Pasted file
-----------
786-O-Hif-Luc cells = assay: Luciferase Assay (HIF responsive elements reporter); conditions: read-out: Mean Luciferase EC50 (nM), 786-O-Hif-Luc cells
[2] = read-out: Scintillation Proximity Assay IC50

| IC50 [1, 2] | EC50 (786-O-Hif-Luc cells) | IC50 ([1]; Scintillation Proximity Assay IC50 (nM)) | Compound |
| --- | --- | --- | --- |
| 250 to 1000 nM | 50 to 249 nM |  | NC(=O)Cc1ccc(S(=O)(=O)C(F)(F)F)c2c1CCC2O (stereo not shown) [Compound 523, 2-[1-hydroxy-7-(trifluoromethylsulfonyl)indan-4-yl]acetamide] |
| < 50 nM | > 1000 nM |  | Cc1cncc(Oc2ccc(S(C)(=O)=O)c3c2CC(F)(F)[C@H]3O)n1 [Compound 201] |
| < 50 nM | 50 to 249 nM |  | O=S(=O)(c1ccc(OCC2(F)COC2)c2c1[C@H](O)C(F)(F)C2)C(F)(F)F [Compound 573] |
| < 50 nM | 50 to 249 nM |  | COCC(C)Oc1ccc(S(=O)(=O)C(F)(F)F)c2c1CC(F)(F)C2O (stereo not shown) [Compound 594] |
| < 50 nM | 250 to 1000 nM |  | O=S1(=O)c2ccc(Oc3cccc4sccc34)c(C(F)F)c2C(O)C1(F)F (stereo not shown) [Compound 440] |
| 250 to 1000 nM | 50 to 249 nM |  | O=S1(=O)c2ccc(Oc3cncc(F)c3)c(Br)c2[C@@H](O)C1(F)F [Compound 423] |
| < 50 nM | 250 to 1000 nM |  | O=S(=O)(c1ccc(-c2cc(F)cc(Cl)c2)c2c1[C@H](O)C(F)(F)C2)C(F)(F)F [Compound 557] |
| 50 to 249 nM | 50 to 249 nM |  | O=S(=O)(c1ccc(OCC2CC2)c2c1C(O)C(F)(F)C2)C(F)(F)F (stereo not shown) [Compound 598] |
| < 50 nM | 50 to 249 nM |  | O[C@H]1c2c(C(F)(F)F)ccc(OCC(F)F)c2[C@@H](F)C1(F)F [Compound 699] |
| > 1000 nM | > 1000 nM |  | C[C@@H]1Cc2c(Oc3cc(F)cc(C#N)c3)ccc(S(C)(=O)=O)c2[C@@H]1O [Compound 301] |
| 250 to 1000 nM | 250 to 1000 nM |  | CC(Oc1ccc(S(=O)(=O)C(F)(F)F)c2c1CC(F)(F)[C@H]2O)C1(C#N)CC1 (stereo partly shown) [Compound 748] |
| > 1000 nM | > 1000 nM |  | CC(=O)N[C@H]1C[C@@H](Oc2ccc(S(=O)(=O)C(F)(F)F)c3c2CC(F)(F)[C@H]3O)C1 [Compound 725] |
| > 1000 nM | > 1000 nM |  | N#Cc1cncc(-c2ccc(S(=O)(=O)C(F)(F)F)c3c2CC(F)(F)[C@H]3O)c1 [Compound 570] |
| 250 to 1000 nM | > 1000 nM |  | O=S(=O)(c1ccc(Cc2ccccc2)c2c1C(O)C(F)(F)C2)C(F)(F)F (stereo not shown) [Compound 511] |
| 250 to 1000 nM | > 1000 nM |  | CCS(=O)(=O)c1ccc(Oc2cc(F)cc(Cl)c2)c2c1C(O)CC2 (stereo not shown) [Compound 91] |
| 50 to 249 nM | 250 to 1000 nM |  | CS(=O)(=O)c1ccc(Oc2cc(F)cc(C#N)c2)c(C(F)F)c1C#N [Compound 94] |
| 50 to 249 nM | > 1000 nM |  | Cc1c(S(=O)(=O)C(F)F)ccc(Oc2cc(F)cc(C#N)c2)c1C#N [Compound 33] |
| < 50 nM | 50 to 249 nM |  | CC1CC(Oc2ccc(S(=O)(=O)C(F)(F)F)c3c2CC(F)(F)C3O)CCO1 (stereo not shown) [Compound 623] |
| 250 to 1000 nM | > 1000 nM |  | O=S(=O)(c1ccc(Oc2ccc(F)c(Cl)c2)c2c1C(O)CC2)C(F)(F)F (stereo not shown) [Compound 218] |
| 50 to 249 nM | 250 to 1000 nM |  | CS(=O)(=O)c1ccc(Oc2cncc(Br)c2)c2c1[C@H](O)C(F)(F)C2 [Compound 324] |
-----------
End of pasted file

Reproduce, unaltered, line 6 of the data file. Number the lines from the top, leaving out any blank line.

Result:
| < 50 nM | > 1000 nM |  | Cc1cncc(Oc2ccc(S(C)(=O)=O)c3c2CC(F)(F)[C@H]3O)n1 [Compound 201] |